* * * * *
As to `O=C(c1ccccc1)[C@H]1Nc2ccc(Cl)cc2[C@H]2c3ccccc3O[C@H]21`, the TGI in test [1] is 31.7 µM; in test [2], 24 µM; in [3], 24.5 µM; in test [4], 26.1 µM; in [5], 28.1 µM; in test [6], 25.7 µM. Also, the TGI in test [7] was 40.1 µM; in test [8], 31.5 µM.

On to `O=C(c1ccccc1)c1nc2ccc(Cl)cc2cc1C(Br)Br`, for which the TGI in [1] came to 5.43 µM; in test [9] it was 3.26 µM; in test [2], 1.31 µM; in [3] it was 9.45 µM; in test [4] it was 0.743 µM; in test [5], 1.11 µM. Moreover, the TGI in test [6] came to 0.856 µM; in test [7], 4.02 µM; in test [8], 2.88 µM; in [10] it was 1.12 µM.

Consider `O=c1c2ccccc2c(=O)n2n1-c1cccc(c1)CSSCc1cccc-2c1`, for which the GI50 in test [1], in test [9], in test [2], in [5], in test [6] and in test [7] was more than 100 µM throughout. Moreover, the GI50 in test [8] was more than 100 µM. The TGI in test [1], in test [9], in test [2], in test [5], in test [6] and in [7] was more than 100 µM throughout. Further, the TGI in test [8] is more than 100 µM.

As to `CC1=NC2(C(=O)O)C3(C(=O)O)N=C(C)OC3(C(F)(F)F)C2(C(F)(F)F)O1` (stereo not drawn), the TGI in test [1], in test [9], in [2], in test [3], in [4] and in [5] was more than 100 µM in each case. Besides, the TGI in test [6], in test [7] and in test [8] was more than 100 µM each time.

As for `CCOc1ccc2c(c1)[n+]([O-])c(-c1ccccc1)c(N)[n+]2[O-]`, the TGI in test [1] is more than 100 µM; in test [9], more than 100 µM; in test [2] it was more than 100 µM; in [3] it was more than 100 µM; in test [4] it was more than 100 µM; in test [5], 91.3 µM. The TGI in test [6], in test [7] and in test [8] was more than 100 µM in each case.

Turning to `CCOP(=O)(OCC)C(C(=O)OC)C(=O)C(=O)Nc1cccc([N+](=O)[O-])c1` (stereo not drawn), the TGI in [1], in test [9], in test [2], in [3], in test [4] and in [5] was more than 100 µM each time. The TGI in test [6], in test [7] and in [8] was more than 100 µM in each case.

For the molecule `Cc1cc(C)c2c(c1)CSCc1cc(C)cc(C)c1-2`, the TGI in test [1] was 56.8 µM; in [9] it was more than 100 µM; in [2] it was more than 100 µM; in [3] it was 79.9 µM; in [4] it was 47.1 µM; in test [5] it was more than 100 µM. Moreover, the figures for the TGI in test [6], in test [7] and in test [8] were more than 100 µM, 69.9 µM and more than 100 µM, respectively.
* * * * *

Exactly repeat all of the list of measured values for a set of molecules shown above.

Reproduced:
As to `O=C(c1ccccc1)[C@H]1Nc2ccc(Cl)cc2[C@H]2c3ccccc3O[C@H]21`, the TGI in test [1] is 31.7 µM; in test [2], 24 µM; in [3], 24.5 µM; in test [4], 26.1 µM; in [5], 28.1 µM; in test [6], 25.7 µM. Also, the TGI in test [7] was 40.1 µM; in test [8], 31.5 µM.

On to `O=C(c1ccccc1)c1nc2ccc(Cl)cc2cc1C(Br)Br`, for which the TGI in [1] came to 5.43 µM; in test [9] it was 3.26 µM; in test [2], 1.31 µM; in [3] it was 9.45 µM; in test [4] it was 0.743 µM; in test [5], 1.11 µM. Moreover, the TGI in test [6] came to 0.856 µM; in test [7], 4.02 µM; in test [8], 2.88 µM; in [10] it was 1.12 µM.

Consider `O=c1c2ccccc2c(=O)n2n1-c1cccc(c1)CSSCc1cccc-2c1`, for which the GI50 in test [1], in test [9], in test [2], in [5], in test [6] and in test [7] was more than 100 µM throughout. Moreover, the GI50 in test [8] was more than 100 µM. The TGI in test [1], in test [9], in test [2], in test [5], in test [6] and in [7] was more than 100 µM throughout. Further, the TGI in test [8] is more than 100 µM.

As to `CC1=NC2(C(=O)O)C3(C(=O)O)N=C(C)OC3(C(F)(F)F)C2(C(F)(F)F)O1` (stereo not drawn), the TGI in test [1], in test [9], in [2], in test [3], in [4] and in [5] was more than 100 µM in each case. Besides, the TGI in test [6], in test [7] and in test [8] was more than 100 µM each time.

As for `CCOc1ccc2c(c1)[n+]([O-])c(-c1ccccc1)c(N)[n+]2[O-]`, the TGI in test [1] is more than 100 µM; in test [9], more than 100 µM; in test [2] it was more than 100 µM; in [3] it was more than 100 µM; in test [4] it was more than 100 µM; in test [5], 91.3 µM. The TGI in test [6], in test [7] and in test [8] was more than 100 µM in each case.

Turning to `CCOP(=O)(OCC)C(C(=O)OC)C(=O)C(=O)Nc1cccc([N+](=O)[O-])c1` (stereo not drawn), the TGI in [1], in test [9], in test [2], in [3], in test [4] and in [5] was more than 100 µM each time. The TGI in test [6], in test [7] and in [8] was more than 100 µM in each case.

For the molecule `Cc1cc(C)c2c(c1)CSCc1cc(C)cc(C)c1-2`, the TGI in test [1] was 56.8 µM; in [9] it was more than 100 µM; in [2] it was more than 100 µM; in [3] it was 79.9 µM; in [4] it was 47.1 µM; in test [5] it was more than 100 µM. Moreover, the figures for the TGI in test [6], in test [7] and in test [8] were more than 100 µM, 69.9 µM and more than 100 µM, respectively.